“Cowardly, disloyal, humiliating, ignominious, imbecilic, incompetent, shameful, terrifying, tragic. Capitulation. Debacle. Fiasco.” Accounts of the US-led departure from Kabul pulled no punches. And no wonder. It didn’t look like an organised withdrawal. Nor even a hasty retreat. It looked like a rout.
At the Hamid Karzai International Airport in Kabul, thousands of Afghans who had served their government or assisted US and other military forces and civil missions over the past two decades were desperate for their loyalty to be acknowledged and to escape what they knew was coming their way. Also crowding the checkpoints were thousands of others who simply wanted to get themselves and their families away from the awfulness of the incoming regime. And, as ever, courageous young soldiers – Afghan, American, British, French, German and others – tried to bring some level of order to the appalling chaos they saw before them, in the knowledge that they were in danger from a sniper’s bullet or, as was soon shown, a suicide bomb.
To ask “What does it all mean?” is otiose. The meaning is obvious; words and images from Kabul, seen and discussed around the world, showed a man-made human disaster. But there’s another question to ask – “What does it all mean for the West?” In the first place, for Western experts in “strategic communication”, it means that the management of the information pouring out of Kabul went very quickly beyond their control. But the real meaning of these words and images, which the West’s strategic leaders have so far seemed unable to grasp, is that pretty much everything associated with Western strategy is now in question and could stay that way for years to come.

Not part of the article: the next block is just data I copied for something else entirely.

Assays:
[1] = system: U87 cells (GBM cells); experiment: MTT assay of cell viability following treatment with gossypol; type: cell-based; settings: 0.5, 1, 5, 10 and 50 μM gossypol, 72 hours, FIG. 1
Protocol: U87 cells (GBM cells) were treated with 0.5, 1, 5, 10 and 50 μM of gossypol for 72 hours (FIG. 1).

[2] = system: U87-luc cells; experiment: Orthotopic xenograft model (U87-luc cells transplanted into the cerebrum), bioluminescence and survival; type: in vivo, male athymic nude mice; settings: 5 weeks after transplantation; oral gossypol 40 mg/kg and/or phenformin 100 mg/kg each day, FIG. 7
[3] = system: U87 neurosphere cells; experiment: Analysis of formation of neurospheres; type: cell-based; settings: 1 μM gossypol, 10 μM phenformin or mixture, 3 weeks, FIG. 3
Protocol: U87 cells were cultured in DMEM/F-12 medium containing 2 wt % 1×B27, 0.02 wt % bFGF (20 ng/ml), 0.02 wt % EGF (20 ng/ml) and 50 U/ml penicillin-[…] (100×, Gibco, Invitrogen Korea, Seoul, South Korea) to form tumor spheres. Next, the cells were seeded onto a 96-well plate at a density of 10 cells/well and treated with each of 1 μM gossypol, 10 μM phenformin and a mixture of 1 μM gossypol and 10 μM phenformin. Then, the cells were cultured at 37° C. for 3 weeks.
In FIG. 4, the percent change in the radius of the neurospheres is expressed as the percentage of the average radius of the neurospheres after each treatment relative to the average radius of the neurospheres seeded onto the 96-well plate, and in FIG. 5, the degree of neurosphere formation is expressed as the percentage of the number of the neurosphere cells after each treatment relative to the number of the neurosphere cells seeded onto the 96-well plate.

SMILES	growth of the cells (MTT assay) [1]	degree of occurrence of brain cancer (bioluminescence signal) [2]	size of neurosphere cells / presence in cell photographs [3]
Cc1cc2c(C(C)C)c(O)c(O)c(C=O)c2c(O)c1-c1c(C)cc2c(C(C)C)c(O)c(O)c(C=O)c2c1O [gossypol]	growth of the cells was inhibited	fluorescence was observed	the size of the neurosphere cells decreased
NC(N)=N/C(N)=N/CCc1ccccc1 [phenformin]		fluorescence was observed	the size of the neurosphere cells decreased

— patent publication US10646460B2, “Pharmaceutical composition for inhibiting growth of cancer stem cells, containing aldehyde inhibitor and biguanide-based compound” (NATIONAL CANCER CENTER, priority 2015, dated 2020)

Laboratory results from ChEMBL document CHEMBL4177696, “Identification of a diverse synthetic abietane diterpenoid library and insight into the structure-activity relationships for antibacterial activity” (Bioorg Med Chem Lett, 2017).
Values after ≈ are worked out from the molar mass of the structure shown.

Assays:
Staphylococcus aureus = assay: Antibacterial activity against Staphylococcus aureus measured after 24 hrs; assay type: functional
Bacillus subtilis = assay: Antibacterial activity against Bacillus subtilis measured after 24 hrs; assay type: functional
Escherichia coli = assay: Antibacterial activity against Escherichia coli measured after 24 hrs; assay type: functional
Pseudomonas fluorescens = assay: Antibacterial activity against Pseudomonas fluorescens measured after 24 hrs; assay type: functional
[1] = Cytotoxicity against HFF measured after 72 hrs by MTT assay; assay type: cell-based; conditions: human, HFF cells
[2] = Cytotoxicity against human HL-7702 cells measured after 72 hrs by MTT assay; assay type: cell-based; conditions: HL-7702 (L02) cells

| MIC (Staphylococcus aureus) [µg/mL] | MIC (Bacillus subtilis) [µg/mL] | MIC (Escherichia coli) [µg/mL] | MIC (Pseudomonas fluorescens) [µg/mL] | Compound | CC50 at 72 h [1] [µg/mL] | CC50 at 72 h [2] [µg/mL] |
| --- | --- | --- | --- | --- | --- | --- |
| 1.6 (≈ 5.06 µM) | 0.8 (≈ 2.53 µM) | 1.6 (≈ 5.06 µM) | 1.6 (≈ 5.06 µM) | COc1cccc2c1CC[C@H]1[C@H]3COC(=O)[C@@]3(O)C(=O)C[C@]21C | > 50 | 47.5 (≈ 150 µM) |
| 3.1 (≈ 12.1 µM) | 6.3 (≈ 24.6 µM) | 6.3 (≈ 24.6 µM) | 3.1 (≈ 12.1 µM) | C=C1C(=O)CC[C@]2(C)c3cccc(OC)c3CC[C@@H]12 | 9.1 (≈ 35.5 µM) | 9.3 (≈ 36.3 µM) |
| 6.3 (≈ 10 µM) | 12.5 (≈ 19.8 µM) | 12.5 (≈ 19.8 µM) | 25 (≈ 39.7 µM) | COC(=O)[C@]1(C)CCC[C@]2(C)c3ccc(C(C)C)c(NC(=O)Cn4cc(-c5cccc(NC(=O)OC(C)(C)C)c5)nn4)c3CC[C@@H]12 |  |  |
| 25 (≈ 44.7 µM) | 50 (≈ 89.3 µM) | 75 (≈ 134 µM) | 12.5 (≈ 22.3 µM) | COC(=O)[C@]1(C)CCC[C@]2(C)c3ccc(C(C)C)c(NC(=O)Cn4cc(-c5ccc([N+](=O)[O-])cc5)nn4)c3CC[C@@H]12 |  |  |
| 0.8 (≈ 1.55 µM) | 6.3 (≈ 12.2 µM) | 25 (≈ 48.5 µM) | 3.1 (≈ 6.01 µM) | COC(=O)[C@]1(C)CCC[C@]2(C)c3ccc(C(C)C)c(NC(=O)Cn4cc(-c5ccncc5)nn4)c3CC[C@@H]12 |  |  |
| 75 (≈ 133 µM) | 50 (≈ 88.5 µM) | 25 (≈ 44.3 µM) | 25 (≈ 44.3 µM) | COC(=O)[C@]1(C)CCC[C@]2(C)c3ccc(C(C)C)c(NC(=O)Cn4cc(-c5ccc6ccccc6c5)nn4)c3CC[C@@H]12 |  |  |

The West’s strategy appeared either hopelessly ill-judged (in that it was thought that the Taliban would not take power as they did, nor so rapidly), or non-existent (in that the West simply did not care whether, or how, the Taliban took power). Rather than confront this awkward question, too many in strategic leadership positions in the West have shown themselves to be cloth eared and complacent, responding to the crisis with little more than wishful thinking, self-justification and blame-shifting.
In the UK, politicians, public officials and military officers are queuing up to explain that the exit from Afghanistan was a temporary politico-military malfunction, from which “lessons will be learned” before the normal service of strategic mastery is resumed. We are assured repeatedly that the Taliban surge was unexpected and unpredictable. Really? Ten years ago, following the second of two visits to Afghanistan, I made the following observation at a conference: “Withdrawal – whenever it happens – should be seen not simply as the desperate ending of the intervention, but as the most complex and dangerous part of the intervention. If this is mishandled or rushed, then we might be talking in five years’ time not just of the resurgence of some very unpleasant extremist and criminal groups, but of a regional conflagration.” My sense of foreboding was premature by five years, but if a visiting think-tank analyst could see things in this way then plenty of others, in more influential positions, will have come to a similar conclusion. And if the capture of Kabul was indeed so unexpected, why was there not only a “Plan A” for the evacuation, but also a “Plan B”? Was the capitulation unexpected, or were we preparing for it?